Wolf was a challenge to Wisconsin’s same-sex marriage ban, and the hapless Timothy Samuelson, assistant attorney general in America’s dairyland, was benchslapped by the Seventh Circuit appellate panel of Judges Richard Posner, Ann Clair Williams, and David Hamilton for nearly the entire argument. Sam Glover already covered one of the most excruciating moments over at the Lawyerist Lab.

Samuelson offered to brief an issue related to the possible negatives of same-sex marriage. According to the Washington Blade, “Posner retorted, ‘How can you brief it, if you don’t know anything about it?'”


Posner is a reliable source of benchslappery, but in this case no one in the court room was buying anything Samuelson was selling as he tried to explain, vainly, that gay marriage was bad because it is bad. You can not help but cringe as Samuelson tries desperately to make the torment end. Posner is busy pummeling Samuelson with yet another question when the yellow light comes on, giving Samuelson the signal his time is close to up.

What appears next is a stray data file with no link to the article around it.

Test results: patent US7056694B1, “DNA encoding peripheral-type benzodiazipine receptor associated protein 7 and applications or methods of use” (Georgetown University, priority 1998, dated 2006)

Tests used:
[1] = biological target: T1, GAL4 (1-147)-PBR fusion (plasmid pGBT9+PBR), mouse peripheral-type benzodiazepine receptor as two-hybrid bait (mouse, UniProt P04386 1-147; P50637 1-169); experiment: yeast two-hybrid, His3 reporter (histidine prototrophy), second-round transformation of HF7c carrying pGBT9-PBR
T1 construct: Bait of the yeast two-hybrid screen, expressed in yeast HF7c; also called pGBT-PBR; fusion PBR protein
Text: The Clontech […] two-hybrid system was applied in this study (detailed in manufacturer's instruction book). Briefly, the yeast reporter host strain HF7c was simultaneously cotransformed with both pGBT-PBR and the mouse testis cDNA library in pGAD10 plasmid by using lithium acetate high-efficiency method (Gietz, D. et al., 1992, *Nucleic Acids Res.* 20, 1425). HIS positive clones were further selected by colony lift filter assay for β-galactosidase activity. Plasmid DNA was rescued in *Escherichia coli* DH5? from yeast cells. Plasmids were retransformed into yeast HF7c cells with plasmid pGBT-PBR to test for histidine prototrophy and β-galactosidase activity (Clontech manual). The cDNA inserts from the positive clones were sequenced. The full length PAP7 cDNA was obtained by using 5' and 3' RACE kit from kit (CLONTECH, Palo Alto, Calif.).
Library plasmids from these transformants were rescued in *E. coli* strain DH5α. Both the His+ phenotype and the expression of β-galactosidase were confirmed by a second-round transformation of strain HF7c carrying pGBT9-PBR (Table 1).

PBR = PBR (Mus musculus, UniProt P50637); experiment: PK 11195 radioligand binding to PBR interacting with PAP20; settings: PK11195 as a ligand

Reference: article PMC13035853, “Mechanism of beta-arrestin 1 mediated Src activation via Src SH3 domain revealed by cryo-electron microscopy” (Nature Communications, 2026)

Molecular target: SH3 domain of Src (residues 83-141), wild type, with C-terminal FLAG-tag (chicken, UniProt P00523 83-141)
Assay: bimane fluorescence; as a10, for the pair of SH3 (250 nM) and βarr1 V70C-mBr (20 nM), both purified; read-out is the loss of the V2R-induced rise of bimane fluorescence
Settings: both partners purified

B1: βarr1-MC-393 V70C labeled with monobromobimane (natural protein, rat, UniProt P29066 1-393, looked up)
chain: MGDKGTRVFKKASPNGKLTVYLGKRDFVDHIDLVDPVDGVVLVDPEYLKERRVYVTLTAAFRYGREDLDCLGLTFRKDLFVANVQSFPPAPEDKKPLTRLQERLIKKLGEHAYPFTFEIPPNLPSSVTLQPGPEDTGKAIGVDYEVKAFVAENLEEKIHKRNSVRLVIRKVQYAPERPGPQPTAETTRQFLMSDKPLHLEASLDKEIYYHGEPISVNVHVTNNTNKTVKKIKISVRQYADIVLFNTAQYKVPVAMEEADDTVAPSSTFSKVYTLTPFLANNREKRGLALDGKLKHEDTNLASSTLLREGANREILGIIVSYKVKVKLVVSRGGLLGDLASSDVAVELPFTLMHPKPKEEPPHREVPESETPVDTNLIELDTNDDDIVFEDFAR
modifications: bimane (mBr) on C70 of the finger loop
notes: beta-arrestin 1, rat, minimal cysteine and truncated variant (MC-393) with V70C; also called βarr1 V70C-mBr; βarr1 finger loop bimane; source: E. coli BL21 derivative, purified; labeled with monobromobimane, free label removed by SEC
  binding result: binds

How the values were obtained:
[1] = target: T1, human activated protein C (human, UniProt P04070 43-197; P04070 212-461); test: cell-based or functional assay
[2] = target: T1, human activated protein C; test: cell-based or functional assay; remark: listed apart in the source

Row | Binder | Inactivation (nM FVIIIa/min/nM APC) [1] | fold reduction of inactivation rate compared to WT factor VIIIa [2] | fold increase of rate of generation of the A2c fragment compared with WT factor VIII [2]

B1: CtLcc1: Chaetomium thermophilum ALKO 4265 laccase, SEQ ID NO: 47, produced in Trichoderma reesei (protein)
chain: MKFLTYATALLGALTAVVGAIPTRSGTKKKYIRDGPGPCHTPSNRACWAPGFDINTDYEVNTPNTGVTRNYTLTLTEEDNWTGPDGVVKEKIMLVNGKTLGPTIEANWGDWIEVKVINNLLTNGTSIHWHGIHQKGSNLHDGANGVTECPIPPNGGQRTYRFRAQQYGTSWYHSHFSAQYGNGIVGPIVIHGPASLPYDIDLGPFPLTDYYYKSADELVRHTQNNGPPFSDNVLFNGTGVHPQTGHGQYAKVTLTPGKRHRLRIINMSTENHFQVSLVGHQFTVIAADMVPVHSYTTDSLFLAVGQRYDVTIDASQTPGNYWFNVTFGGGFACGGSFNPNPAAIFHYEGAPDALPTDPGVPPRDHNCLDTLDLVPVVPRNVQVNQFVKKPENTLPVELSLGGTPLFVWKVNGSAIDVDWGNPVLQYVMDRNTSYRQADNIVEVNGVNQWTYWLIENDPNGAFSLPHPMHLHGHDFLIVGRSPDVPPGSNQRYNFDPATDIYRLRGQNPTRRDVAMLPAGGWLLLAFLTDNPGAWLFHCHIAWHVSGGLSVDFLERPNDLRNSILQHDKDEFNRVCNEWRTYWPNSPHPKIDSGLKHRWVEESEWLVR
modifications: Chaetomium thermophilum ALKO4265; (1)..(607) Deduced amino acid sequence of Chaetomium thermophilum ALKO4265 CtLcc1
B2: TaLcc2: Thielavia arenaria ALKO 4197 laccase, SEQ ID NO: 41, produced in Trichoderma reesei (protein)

Samuelson: First off, the yellow light is on — may I respond, Your Honor?

Posner: Yes, because the yellow light, it just tells you that you’ve got….

Williams: It won’t save you.

This is the stuff lawyer nightmares are made of.

4. The Patent Infringement Benchslap

This is a new benchslap, courtesy of United States Magistrate Frederick F. Mumm, sitting in the Central District of California. Magistrate Mumm is currently presiding over a patent dispute between two aerospace companies, and things have gotten a bit testy during depositions, calling for a benchslap to both client and attorney.